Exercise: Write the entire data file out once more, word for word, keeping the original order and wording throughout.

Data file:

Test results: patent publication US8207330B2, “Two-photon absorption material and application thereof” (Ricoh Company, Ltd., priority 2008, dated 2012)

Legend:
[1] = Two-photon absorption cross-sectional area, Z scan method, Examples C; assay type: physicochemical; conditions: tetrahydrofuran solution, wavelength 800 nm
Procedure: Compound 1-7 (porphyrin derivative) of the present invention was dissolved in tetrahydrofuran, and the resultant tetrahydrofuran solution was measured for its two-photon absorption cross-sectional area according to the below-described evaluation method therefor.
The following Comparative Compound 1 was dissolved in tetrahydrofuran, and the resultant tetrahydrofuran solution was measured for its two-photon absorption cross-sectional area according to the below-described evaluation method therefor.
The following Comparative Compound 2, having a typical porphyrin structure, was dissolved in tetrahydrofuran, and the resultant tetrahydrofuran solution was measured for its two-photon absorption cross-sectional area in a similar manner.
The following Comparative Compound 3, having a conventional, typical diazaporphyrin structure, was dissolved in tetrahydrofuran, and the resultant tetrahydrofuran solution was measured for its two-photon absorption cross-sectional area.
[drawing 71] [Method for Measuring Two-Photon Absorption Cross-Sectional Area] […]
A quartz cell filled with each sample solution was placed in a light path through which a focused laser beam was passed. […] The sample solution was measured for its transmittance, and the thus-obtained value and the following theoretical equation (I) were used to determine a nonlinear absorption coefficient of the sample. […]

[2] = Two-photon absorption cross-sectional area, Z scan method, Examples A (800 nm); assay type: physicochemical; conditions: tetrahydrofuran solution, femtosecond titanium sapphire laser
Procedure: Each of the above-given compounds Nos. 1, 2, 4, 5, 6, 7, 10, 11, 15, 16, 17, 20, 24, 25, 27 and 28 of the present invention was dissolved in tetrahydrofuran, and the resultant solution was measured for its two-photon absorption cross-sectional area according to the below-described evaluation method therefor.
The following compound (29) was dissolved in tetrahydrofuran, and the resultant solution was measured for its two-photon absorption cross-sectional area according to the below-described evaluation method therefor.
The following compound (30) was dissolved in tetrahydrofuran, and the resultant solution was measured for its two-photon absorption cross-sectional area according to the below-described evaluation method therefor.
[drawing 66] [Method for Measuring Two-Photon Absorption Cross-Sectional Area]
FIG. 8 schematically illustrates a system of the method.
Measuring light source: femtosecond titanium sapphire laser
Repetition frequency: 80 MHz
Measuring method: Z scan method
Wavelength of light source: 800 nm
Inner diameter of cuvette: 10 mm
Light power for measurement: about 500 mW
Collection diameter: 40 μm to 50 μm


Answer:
Test results: patent publication US8207330B2, “Two-photon absorption material and application thereof” (Ricoh Company, Ltd., priority 2008, dated 2012)

Legend:
[1] = Two-photon absorption cross-sectional area, Z scan method, Examples C; assay type: physicochemical; conditions: tetrahydrofuran solution, wavelength 800 nm
Procedure: Compound 1-7 (porphyrin derivative) of the present invention was dissolved in tetrahydrofuran, and the resultant tetrahydrofuran solution was measured for its two-photon absorption cross-sectional area according to the below-described evaluation method therefor.
The following Comparative Compound 1 was dissolved in tetrahydrofuran, and the resultant tetrahydrofuran solution was measured for its two-photon absorption cross-sectional area according to the below-described evaluation method therefor.
The following Comparative Compound 2, having a typical porphyrin structure, was dissolved in tetrahydrofuran, and the resultant tetrahydrofuran solution was measured for its two-photon absorption cross-sectional area in a similar manner.
The following Comparative Compound 3, having a conventional, typical diazaporphyrin structure, was dissolved in tetrahydrofuran, and the resultant tetrahydrofuran solution was measured for its two-photon absorption cross-sectional area.
[drawing 71] [Method for Measuring Two-Photon Absorption Cross-Sectional Area] […]
A quartz cell filled with each sample solution was placed in a light path through which a focused laser beam was passed. […] The sample solution was measured for its transmittance, and the thus-obtained value and the following theoretical equation (I) were used to determine a nonlinear absorption coefficient of the sample. […]

[2] = Two-photon absorption cross-sectional area, Z scan method, Examples A (800 nm); assay type: physicochemical; conditions: tetrahydrofuran solution, femtosecond titanium sapphire laser
Procedure: Each of the above-given compounds Nos. 1, 2, 4, 5, 6, 7, 10, 11, 15, 16, 17, 20, 24, 25, 27 and 28 of the present invention was dissolved in tetrahydrofuran, and the resultant solution was measured for its two-photon absorption cross-sectional area according to the below-described evaluation method therefor.
The following compound (29) was dissolved in tetrahydrofuran, and the resultant solution was measured for its two-photon absorption cross-sectional area according to the below-described evaluation method therefor.
The following compound (30) was dissolved in tetrahydrofuran, and the resultant solution was measured for its two-photon absorption cross-sectional area according to the below-described evaluation method therefor.
[drawing 66] [Method for Measuring Two-Photon Absorption Cross-Sectional Area]
FIG. 8 schematically illustrates a system of the method.
Measuring light source: femtosecond titanium sapphire laser
Repetition frequency: 80 MHz
Measuring method: Z scan method
Wavelength of light source: 800 nm
Inner diameter of cuvette: 10 mm
Light power for measurement: about 500 mW
Collection diameter: 40 μm to 50 μm